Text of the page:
On Our Marketing Radar: Whisper as a Promotional Tool

Let’s make 2014 the year we all break out of our platform-focused mentality and start getting creative with our social promotions. These past few weeks, I’ve pointed out a few examples of brands using unconventional social methods to engage with audiences (Pizza Hut creating an OkCupid account, brands taking advantage of petition sites, etc.) and I want to keep the series going. This week’s unique marketing platform is Whisper, a rising star in the app world where strangers anonymously share secrets.

photo (2)Users post photos and text confessing a secret (in theory) that they wouldn’t feel comfortable saying if they weren’t anonymous. Users can search for Whispers near them, find recently posted updates, and scroll through the most popular ones. They can also reply with other Whispers, search for topics and tags, and privately message users.

According to USA Today, 100,000 new posts are created daily and traffic is up to 3.2 billion monthly page views – more than CNN at 1.5 billion. Most recently, Whisper editor-in-chief Neetzan Zimmerman posted a rumor that Gwyneth Paltrow was cheating on her husband. Even though this was immediately denied by Paltrow’s representatives, Whisper received a ton of publicity and told users/investors that it wants to become a source for celebrity news and gossip.

If Whisper is able to use its own app for marketing and publicity, surely other brands can too?

Research

A post on Forbes by Will Burns actually inspired this article. Burns recommends using Whisper as a listening tool for your brand. By using the search option, you’re able to see exactly what people are saying that they might not want tied to their real identities.

Consumers who hate your brand will use this platform to post accusations, and your social media team would be smart to keep their ears to the ground for potential crises situations. Brands that are coming out of a crisis could track their names to make sure the posts are decreasing. They’ll know they’re out of the woods by following the decline of online (anonymous) buzz.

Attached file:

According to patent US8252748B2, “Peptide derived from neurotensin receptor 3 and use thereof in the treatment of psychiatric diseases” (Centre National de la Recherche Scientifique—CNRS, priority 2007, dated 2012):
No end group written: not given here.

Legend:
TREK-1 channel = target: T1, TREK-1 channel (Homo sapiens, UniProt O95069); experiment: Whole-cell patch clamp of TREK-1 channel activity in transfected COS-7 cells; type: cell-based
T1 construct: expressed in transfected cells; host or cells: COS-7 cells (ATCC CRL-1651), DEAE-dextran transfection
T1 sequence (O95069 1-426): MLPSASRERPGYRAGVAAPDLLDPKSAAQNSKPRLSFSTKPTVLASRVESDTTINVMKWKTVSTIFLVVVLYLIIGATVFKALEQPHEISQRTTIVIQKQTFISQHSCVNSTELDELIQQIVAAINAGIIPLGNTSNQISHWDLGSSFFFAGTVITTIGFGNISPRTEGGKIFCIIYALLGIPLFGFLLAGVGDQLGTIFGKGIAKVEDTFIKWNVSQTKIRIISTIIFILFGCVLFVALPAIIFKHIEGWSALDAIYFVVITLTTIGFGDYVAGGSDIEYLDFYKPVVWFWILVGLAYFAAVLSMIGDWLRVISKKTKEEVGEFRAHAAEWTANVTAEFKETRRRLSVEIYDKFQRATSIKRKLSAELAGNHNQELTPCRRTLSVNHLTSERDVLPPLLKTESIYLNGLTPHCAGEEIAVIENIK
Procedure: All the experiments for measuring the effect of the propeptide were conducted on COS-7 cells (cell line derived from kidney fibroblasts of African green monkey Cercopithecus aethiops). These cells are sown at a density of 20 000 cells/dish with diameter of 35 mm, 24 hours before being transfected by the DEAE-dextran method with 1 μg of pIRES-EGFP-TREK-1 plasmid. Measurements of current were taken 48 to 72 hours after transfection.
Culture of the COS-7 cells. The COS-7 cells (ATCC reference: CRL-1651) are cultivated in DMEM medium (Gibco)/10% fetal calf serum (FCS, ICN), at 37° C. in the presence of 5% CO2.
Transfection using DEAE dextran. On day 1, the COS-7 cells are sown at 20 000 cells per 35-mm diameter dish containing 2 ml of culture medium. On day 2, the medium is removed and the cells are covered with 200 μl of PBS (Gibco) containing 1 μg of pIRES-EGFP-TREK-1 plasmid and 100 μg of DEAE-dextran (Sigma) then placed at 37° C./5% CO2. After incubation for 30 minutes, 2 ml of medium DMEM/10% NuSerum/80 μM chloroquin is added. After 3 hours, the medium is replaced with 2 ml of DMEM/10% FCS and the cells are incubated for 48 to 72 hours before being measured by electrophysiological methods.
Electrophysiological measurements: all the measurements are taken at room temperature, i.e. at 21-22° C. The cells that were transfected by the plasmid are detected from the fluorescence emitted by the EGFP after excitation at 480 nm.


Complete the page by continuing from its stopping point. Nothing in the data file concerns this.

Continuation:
Here’s a perfect example that I found by scrolling through the top posts. Hot Pockets has been in the news lately for the quality of their meat, and Whisper users are still talking about it.

photo (1)Curation

While crises surface every now and then, the majority of brands are currently living in times of peace and can take advantage of what people are saying about them online. Brands like Nike could use pictures and confessions that people post as images on Facebook, Twitter, and Pinterest.

A simple post like, “This user wears Nike’s with skinny jeans, what’s your Nike secret?” draws engagement. Nike is able to hand pick the user-generated posts and turn these fan messages into social content. The work is done for them!

photo1Promotion

Creating contests through Whisper is actually pretty easy, thanks to the ability to reply with other photos and send private messages.

For example, H&M could post an image with the sentence, “Tell us what accessory you secretly love and mention H&M. You could win a $50 gift card.” Users would reply with pictures and secrets, creating more marketing materials and buzz around H&M. The winner would message their address to the company privately, similar to Twitter contests.

With a little creativity, companies could generate buzz around their brands and engage a (completely anonymous) audience.

Catch the Star Before it Falls

The challenge that brands face on Whisper is one that the app itself is currently battling: is it worth investing in a fad? Other secret apps have popped up, and there are only so many secrets that people can share before they get bored and move on.

If Whisper does fail, then marketers need to work fast to create and execute a promotion before this secret-sharing app is yesterday’s news.

About the author

Amanda Dodge